Summary of meeting: Toronto (ALA/CLA annual conference), 20 June 2003
Ed Jones chaired the meeting.Members of the JSC Format Variation task Group also attended.
Attributes of works and expressions paper
The meeting began with a discussion of the points raised in Ed’s paper on the attributes of works and expressions. It was agreed that numbering, frequency, and regularity were typically attributes of a manifestation rather than an expression (the entity they are currently associated with in FRBR).While frequency may sometimes be important in defining the work itself (i.e., the distinction between separately designated annual and a weekly iterations of a given publication), nevertheless frequency of issuance is a physical attribute associated with a particular manifestation.There was some question as to how important “actual” frequency is for some physical formats (e.g., a quarterly microfiche reproduction of a weekly printed serial), though it is certainly important from the practical perspective of serials control (check-in, prediction, etc.).
John Espley of VTLS reported that his firm had left serials out of its first attempt to “FRBRize” an existing catalog.The different uses of uniform titles in serials—both to collocate and, more often, to differentiate—without a similar distinction in MARC makes it difficult to create reliable expression- and work-level records within the FRBR model.Likewise, ISSN practice is a problem in this regard (separate ISSN for different physical manifestations [except reproductions]).
Ann Sitkin suggested that, for loose-leaf publications, changes in form of issuance are more easily accommodated than for other continuing resources.Online newspapers present a thornier problem.Are differences in form of issuance—serial vs. integrating—indicative of a new manifestation, a new expression, or a new work?The group agreed that content rather than form of issuance should be the deciding factor in determining whether it was a question of a new work.
Successive entry paper
Successive entry poses a further challenge for FRBR, in that title changes frequently reflect merely a change of fashion rather than a substantive change of content.Jean suggested that such changes might be accommodated within the concept of a “superwork” (Überwerk) realized through an authority record with equal successive titles.Broken up holdings records are not useful to the public; a unified holdings record attached to a “superwork” record might be more useful.
Action:Ed will combine the pertinent ideas from his two papers and send a draft set of comments to task force members. Once approved, these will be sent to Patrick LeBoeuf, chair of the IFLA working group on FRBR.
Jean noted that participants at the CONSER/BIBCO meetings had suggested the task force begin by deciding what it was that we wanted to achieve for continuing resources, then see how the current model can be used or adjusted to meet these needs. With this in mind, the group developed the following list of desired outcomes, in order of preference:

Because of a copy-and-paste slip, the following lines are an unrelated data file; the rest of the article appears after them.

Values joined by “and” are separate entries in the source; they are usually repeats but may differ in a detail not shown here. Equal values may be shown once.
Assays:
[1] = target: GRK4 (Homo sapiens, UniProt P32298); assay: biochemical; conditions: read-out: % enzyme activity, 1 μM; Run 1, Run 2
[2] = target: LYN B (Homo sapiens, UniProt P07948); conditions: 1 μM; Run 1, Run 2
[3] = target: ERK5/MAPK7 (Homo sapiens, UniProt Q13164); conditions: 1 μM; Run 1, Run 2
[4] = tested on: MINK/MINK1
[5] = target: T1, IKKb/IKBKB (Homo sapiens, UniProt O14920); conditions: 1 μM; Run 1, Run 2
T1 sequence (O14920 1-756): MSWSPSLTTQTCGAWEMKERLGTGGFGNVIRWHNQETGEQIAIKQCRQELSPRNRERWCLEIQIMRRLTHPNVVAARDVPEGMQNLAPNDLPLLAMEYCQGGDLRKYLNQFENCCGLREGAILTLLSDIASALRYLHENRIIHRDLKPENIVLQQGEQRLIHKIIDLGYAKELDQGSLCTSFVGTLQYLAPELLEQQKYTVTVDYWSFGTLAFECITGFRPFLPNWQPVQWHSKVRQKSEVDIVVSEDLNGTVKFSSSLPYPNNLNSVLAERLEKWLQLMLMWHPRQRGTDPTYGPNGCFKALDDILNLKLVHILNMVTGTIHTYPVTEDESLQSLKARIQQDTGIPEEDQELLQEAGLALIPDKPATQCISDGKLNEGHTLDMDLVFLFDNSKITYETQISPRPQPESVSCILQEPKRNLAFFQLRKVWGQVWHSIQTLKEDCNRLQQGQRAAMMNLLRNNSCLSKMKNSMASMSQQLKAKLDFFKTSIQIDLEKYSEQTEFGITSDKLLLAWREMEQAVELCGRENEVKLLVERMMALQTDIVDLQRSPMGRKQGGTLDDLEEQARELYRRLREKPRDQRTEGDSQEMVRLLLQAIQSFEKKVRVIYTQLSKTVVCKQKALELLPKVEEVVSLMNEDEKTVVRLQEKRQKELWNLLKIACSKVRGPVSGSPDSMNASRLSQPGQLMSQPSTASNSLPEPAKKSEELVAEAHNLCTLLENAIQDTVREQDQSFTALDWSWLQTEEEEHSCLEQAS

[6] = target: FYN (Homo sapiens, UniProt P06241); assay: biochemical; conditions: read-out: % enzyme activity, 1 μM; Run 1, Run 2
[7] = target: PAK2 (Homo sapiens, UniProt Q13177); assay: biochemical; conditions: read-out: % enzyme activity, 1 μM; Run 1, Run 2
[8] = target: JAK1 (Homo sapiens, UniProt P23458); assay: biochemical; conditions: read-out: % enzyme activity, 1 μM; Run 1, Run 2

- Make navigation easier and provide better organization of search results.
- Provide better holdings displays for serials with title changes.
- Provide a clear indication of the physical formats available.
- Decrease the workload for cataloging multiple manifestations.
- Provide a better understanding of search results (e.g., more consistent application of uniform titles)
- Provide better displays of relationships among continuing resource records.
It was acknowledged that for serials, what the user wants to know is more often in the holdings record than the bibliographic record, and much of what goes there is locally determined.
Members of the task force were asked to select a title and look at it in a shared database, as well as in the local catalog, to see how the above desired outcomes are or are not being satisfied and how this situation might be improved.
JSC Format Variation Working Group: report from Jennifer Bowen
The group has been charged with revising AACR2 chapter 25 (uniform titles) to permit differentiation and collocation at the FRBR expression level. At present they are concentrating on the theoretical, with any MARBI and rule revision proposals to follow later.They intend to submit an outline for a redesign of chapter 25 to the JSC in August.
In the context of continuing resources, the problem of uniform titles for translations of serials was raised.From time to time, the title proper of a serial will change while the title proper of a translation of that serial will remain the same.Under current rules, this requires a new record for the translation, even though its title proper has not changed. Jennifer asked for examples.
The chronological dimension of continuing resources continues to pose problems within the FRBR model.One suggestion was to apply rule 1.1G (works without a collective title) to collectively handle the successive titles of a serial, while Jean suggested using authority records for this purpose (a single authority record linking to the bibliographic records for the successive titles).Another remote possibility would be a return to latest-entry cataloging.
There are benefits to treating successive titles as a single work.A&I citations and publishers don’t always recognize title changes as significant, or they do not do so in a timely manner.Users often perceive a serial as a single work, despite bibliographically significant title changes.
There was a sense that treating successive titles as a single work would be beneficial, though the mechanism for doing so remains problematical.
A complete report of the JSC working group’s Toronto meeting will be found at http://www.loc.gov/marc/marbi/2003/2003-report01.html.